It’s a common myth that you shouldn’t sleep after sustaining a concussion, but rest is actually vital for recovery. Rest helps the brain heal, so sleep is beneficial. That said, if someone’s symptoms are severe or worsening, it may be recommended to wake them periodically to check for deteriorating condition, including worsening headaches, increased confusion, difficulty walking, or seizures. It’s always best to follow the advice of a healthcare provider.
While rare, concussions can potentially increase the risk of seizures, especially if the injury involves a more severe brain trauma. It is important to monitor for any seizure activity and seek medical attention if seizures occur.
Yes, concussions can affect coordination and motor skills. Balance problems, difficulty with fine motor tasks, or coordination issues may be experienced temporarily. Rehabilitation exercises and therapy may be recommended to address these challenges.
A concussion is a type of traumatic brain injury caused by a bump, blow, or jolt to the head. Concussions can also be caused by a fall or a hit to the body that causes the head to move suddenly. Concussions can cause a number of symptoms, both short and long-term.
Supporting a loved one recovering from a concussion means helping them follow medical advice, ensuring they get adequate rest, and avoiding activities that could worsen their symptoms. Initially, they may need to limit physical exertion and screen time, and as they improve, they can gradually increase activities under medical guidance. Emotional support is crucial as it can be frustrating dealing with the limitations imposed by a concussion and the unpredictability of the recovery process. Additionally, advocating for their needs, whether at school or work, can help create an environment conducive to their recovery. Each person’s concussion recovery will look different, so patience and understanding are key.
Yes, concussions can affect executive functioning, which includes skills such as planning, organizing, problem-solving, and decision-making. Difficulties in these areas may be experienced temporarily and can impact daily activities and work performance.
Recovery from a traumatic brain injury (TBI) largely depends on the severity of the injury, the person’s overall health, and the quality of treatment received. While full or near-full recovery is expected in mild cases, such as concussions, severe TBIs can result in lasting physical, cognitive, and emotional changes. The recovery process includes initial medical stabilization followed by rehabilitation to regain as much function as possible. Despite potential long-term disabilities in severe cases, improvements can continue over years, albeit at a slower pace. Ongoing research into neuroplasticity and neurorehabilitation is expanding potential recovery possibilities. Always consult with a healthcare professional for the most current TBI recovery information.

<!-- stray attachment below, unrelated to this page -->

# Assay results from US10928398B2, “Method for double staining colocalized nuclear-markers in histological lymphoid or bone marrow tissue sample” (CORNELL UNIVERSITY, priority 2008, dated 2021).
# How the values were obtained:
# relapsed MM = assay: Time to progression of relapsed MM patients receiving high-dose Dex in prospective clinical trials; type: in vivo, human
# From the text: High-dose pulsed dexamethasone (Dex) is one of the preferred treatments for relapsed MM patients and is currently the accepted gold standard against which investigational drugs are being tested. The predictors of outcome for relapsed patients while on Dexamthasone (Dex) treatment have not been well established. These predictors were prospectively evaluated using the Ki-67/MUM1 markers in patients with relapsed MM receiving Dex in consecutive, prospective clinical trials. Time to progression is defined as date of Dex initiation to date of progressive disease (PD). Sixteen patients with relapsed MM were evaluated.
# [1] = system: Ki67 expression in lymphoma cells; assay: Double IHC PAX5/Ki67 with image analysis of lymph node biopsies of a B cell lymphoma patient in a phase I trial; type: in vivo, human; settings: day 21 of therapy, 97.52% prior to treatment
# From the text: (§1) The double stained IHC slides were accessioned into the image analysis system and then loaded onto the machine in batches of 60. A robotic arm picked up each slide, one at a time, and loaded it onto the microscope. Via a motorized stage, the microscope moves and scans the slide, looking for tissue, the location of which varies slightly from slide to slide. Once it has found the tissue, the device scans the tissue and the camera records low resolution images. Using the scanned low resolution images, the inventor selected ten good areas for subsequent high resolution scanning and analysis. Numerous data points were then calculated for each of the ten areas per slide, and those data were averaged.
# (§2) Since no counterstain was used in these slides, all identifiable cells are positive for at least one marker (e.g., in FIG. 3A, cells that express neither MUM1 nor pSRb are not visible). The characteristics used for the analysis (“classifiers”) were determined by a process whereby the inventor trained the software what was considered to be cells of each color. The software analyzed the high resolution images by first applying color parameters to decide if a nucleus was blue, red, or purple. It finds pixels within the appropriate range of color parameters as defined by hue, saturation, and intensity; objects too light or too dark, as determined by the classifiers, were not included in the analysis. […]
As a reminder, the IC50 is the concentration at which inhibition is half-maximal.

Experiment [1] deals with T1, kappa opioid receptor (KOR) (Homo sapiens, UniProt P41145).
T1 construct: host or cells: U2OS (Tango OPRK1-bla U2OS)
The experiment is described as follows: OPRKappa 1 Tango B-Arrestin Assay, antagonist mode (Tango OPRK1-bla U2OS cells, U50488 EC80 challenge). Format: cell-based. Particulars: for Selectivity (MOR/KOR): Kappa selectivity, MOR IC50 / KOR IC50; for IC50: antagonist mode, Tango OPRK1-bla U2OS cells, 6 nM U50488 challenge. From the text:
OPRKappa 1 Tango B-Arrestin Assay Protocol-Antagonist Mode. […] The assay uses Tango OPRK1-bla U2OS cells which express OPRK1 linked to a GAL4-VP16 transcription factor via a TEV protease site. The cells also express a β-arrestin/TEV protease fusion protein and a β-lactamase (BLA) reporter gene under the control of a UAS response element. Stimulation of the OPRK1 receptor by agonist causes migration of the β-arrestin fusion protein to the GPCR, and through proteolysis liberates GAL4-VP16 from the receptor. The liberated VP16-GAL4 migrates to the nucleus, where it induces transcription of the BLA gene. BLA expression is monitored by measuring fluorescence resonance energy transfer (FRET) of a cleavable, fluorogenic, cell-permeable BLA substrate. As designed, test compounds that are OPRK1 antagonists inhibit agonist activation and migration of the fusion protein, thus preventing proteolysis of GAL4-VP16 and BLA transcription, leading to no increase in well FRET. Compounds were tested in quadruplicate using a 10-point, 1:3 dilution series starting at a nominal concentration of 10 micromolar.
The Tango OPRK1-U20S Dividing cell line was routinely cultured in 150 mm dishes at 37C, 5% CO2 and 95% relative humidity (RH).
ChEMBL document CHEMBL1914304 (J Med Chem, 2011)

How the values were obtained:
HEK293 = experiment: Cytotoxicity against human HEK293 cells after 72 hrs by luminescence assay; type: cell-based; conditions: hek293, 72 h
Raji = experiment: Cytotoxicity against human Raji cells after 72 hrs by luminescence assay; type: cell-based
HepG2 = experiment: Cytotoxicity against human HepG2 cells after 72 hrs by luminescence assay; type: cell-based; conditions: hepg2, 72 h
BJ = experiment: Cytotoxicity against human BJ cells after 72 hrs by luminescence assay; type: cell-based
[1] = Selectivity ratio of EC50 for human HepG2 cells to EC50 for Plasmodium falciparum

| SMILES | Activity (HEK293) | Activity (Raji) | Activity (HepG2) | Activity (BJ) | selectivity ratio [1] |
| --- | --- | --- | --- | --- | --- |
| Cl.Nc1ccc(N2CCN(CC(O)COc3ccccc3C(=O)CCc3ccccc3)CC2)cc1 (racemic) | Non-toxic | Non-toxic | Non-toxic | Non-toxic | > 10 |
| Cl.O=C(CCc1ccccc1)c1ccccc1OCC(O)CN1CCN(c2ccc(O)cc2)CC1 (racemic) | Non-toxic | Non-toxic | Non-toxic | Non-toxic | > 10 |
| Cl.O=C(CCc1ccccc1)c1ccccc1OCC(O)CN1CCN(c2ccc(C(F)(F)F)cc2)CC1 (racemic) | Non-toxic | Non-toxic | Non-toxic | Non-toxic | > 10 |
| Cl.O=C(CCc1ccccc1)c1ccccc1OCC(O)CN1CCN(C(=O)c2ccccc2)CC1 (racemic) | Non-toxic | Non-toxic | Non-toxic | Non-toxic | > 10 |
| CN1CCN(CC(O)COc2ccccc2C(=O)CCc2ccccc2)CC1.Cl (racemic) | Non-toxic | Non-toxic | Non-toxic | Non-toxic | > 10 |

If you suspect that you’ve had a concussion, the most important first step is to stop whatever activity you’re doing, especially if it’s a sport or physical activity. Continuing to participate can put you at risk for a more serious brain injury. Next, you should seek immediate medical attention. A healthcare professional can assess your symptoms and provide guidance on necessary rest and recovery strategies. Remember, not all symptoms appear immediately and can develop over the next hours or days, so continued monitoring is essential.
Concussion symptoms can linger for a while after the concussion has technically healed. There is no definitive answer to this question, as concussion symptoms can vary from person to person. However, in general, if a concussion sufferer feels like they are back to their normal self both physically and mentally, then they likely are concussion-free. If concussion symptoms persist after a reasonable amount of time (i.e. several weeks), it is advisable to speak with a doctor to rule out any other potential causes for the lingering symptoms.
Repeated concussions can potentially lead to a condition called chronic traumatic encephalopathy (CTE), which is associated with long-term neurological problems like memory loss, confusion, personality changes, and problems with speech and gait. It’s also linked to an increased risk of other neurological disorders, like Parkinson’s disease. That said, most single concussions do not cause permanent brain damage if properly managed and enough recovery time is allowed before returning to high-risk activities.